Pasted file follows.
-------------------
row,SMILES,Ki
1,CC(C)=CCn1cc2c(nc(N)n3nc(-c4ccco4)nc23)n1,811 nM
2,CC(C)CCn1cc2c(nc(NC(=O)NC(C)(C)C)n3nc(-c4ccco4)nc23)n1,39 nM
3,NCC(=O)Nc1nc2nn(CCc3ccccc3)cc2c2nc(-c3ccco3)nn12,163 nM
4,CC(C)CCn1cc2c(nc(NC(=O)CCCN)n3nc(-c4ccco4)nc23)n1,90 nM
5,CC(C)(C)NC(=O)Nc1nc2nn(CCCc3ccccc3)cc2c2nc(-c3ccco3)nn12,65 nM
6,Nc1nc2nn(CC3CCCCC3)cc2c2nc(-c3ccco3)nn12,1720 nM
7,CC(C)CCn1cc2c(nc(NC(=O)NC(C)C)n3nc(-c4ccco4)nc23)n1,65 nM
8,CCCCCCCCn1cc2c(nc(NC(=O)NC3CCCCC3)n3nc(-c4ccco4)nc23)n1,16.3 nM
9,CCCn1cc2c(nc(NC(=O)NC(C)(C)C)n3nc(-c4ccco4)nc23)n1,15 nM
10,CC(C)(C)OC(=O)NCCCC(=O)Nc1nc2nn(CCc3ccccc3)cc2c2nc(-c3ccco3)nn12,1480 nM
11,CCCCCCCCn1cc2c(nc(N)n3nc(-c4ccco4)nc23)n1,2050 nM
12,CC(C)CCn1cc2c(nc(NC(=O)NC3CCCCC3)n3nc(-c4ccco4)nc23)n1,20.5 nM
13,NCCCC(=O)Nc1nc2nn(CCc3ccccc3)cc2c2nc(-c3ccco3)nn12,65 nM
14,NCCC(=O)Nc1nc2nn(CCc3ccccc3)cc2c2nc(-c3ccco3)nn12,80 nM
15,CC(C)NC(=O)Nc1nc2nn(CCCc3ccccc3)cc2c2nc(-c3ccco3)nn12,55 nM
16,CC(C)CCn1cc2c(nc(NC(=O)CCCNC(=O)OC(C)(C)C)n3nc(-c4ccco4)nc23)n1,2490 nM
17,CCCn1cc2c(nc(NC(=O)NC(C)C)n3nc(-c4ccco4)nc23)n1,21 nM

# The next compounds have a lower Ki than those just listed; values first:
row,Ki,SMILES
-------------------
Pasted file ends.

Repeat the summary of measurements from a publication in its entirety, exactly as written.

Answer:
row,SMILES,Ki
1,CC(C)=CCn1cc2c(nc(N)n3nc(-c4ccco4)nc23)n1,811 nM
2,CC(C)CCn1cc2c(nc(NC(=O)NC(C)(C)C)n3nc(-c4ccco4)nc23)n1,39 nM
3,NCC(=O)Nc1nc2nn(CCc3ccccc3)cc2c2nc(-c3ccco3)nn12,163 nM
4,CC(C)CCn1cc2c(nc(NC(=O)CCCN)n3nc(-c4ccco4)nc23)n1,90 nM
5,CC(C)(C)NC(=O)Nc1nc2nn(CCCc3ccccc3)cc2c2nc(-c3ccco3)nn12,65 nM
6,Nc1nc2nn(CC3CCCCC3)cc2c2nc(-c3ccco3)nn12,1720 nM
7,CC(C)CCn1cc2c(nc(NC(=O)NC(C)C)n3nc(-c4ccco4)nc23)n1,65 nM
8,CCCCCCCCn1cc2c(nc(NC(=O)NC3CCCCC3)n3nc(-c4ccco4)nc23)n1,16.3 nM
9,CCCn1cc2c(nc(NC(=O)NC(C)(C)C)n3nc(-c4ccco4)nc23)n1,15 nM
10,CC(C)(C)OC(=O)NCCCC(=O)Nc1nc2nn(CCc3ccccc3)cc2c2nc(-c3ccco3)nn12,1480 nM
11,CCCCCCCCn1cc2c(nc(N)n3nc(-c4ccco4)nc23)n1,2050 nM
12,CC(C)CCn1cc2c(nc(NC(=O)NC3CCCCC3)n3nc(-c4ccco4)nc23)n1,20.5 nM
13,NCCCC(=O)Nc1nc2nn(CCc3ccccc3)cc2c2nc(-c3ccco3)nn12,65 nM
14,NCCC(=O)Nc1nc2nn(CCc3ccccc3)cc2c2nc(-c3ccco3)nn12,80 nM
15,CC(C)NC(=O)Nc1nc2nn(CCCc3ccccc3)cc2c2nc(-c3ccco3)nn12,55 nM
16,CC(C)CCn1cc2c(nc(NC(=O)CCCNC(=O)OC(C)(C)C)n3nc(-c4ccco4)nc23)n1,2490 nM
17,CCCn1cc2c(nc(NC(=O)NC(C)C)n3nc(-c4ccco4)nc23)n1,21 nM

# The next compounds have a lower Ki than those just listed; values first:
row,Ki,SMILES